"Being in denial, never solved any problem, for anyone, anywhere."
As a white, British woman living, studying and working in India over the last seven years it cannot be denied that I benefited from white and economic privilege there. As this First Post article correctly points out:
The reality is that the average Indian woman -- many of whom are poor, lower caste or rural — is far more unsafe in India than any white person.
Much has been written about the South Asian obsession with pale skin already and I will not explore that here. I am also not going to discuss the derogatory, sexist and racist stereotyping of white women and western culture in India either; Hollywood should Feel Offended by Bollywood does a very good job of dealing with those issues.
What I am going to raise here is the oft repeated claim of moral equivalence, that India is somehow 'the same' as (or worse than) developed, western countries in terms of how it treats females. Study after study, millions of 'disappeared' females, the legality of marital rape, the incessant attacks on young girls and women of all ages so on and so forth confirm that India is one of the worst places for females (let alone LGBT) to live. Yet, many Indian nationalists, religious fundamentalists, patriarchs, and even 'liberal', educated types go into full denial mode when these disparities are mentioned. One story in particular appears to unite all these people in their Occidentalist scorn, the personal testimony of white women in India.
First, let me make one thing clear, I love India. The amazing food, music, spiritual philosophies, mountains, beaches, yoga, ethnic and religious diversity and all the other reasons tourists flock there, make India a place worthy of visiting again and again. But for a woman it is often dangerous and restrictive. My life in Europe is a hundred times freer, safer, healthier, anonymous and happier than living in India. If you don't believe me, here are just a few of the things I experienced in India that I never experienced in Europe:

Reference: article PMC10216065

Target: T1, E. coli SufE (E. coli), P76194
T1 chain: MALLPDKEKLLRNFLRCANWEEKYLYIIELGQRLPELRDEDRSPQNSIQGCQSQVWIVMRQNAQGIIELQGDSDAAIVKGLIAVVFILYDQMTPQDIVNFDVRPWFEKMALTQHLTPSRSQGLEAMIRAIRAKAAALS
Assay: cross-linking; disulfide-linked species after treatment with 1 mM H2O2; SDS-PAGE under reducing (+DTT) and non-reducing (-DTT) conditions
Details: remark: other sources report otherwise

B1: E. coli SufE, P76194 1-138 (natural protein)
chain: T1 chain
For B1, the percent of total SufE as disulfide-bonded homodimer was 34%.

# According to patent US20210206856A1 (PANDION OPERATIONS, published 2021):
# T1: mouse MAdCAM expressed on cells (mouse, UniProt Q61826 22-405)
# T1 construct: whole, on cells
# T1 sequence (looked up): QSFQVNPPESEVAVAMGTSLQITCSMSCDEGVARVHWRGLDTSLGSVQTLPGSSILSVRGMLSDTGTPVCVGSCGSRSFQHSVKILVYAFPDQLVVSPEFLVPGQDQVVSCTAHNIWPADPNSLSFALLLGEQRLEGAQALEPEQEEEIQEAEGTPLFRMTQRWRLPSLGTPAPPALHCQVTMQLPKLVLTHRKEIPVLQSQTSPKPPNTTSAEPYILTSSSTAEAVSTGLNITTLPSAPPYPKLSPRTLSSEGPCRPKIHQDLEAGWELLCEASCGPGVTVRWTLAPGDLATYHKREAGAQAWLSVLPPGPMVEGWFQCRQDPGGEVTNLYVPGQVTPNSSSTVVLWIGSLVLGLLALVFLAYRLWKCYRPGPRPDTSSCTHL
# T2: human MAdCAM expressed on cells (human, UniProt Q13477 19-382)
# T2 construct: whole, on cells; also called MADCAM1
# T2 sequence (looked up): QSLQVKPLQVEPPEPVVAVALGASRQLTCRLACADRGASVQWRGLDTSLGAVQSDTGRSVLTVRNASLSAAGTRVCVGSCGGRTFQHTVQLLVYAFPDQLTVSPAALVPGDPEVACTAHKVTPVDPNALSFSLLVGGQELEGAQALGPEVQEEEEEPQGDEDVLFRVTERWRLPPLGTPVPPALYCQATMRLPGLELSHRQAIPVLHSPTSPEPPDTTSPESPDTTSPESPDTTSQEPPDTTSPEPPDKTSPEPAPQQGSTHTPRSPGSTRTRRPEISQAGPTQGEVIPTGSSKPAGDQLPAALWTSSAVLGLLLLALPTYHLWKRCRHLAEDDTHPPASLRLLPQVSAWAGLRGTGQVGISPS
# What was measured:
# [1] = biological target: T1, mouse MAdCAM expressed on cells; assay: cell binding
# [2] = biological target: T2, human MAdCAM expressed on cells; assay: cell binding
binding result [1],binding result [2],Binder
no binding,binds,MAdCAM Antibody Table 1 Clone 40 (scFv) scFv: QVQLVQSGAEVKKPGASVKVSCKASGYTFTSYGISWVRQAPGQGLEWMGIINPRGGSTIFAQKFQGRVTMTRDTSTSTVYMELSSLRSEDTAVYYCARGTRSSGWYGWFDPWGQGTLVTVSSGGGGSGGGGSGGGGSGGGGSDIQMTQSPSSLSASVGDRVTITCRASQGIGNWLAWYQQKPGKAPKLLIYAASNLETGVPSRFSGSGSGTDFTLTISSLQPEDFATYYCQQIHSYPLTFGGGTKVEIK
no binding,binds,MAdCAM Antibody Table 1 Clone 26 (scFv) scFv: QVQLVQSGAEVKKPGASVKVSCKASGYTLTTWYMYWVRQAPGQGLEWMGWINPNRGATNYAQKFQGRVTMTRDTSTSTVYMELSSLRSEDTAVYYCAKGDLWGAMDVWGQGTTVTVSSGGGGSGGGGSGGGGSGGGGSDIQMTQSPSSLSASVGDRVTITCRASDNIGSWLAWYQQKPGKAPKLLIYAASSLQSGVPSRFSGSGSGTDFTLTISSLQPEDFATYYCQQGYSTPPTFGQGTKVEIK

And NO, Europe is not perfect and YES, misogyny and sexism exists there too. BUT I have yet to experience any of these things personally there. It is no conspiracy or mistake that European nations are consistently rated the best countries in the world for females.
Why have I written this? I was asked to do so, several times. By an Indian woman who is tired of the lies, denial and fantasies of Indian nationalists, post-colonialists and patriarchs. Who knows the reality of living in India. Who is alienated by white Liberal 'friends' propping up her oppressors and deniers with long words and sophisticated political theories making claims of moral equivalence where there is none. I write it in solidarity with Rose Chasm(Michaela Cross), Ophelia Balan, Sarah Webb and others who have spoken out about their experiences in India and faced not only a deafening silence from white women but also a hateful backlash from those who take any opportunity to attack white women, especially 'feminists'. I write in solidarity with Japleen Pasricha who bravely wrote about her brief taste of freedom after five months living in Germany and with Swati Parashar, who rightly says 'It's time more western feminists spoke up against the violence women in countries like India face repeatedly and every day.'
Women's personal testimonies and 'lived' experiences should never be silenced or belittled based on their skin colour or nationality. Basic human rights are women's rights and no amount of cultural relativism, 'victim mentality', post colonialism or hysterical cries of 'white imperialism' will ever change the truth of that.
More on the author:
Author is a British feminist, writer and activist who has lived, worked and travelled extensively in India, Nepal, Europe and North America.
Views expressed here are of the author alone and do not necessarily represent that of the brand.
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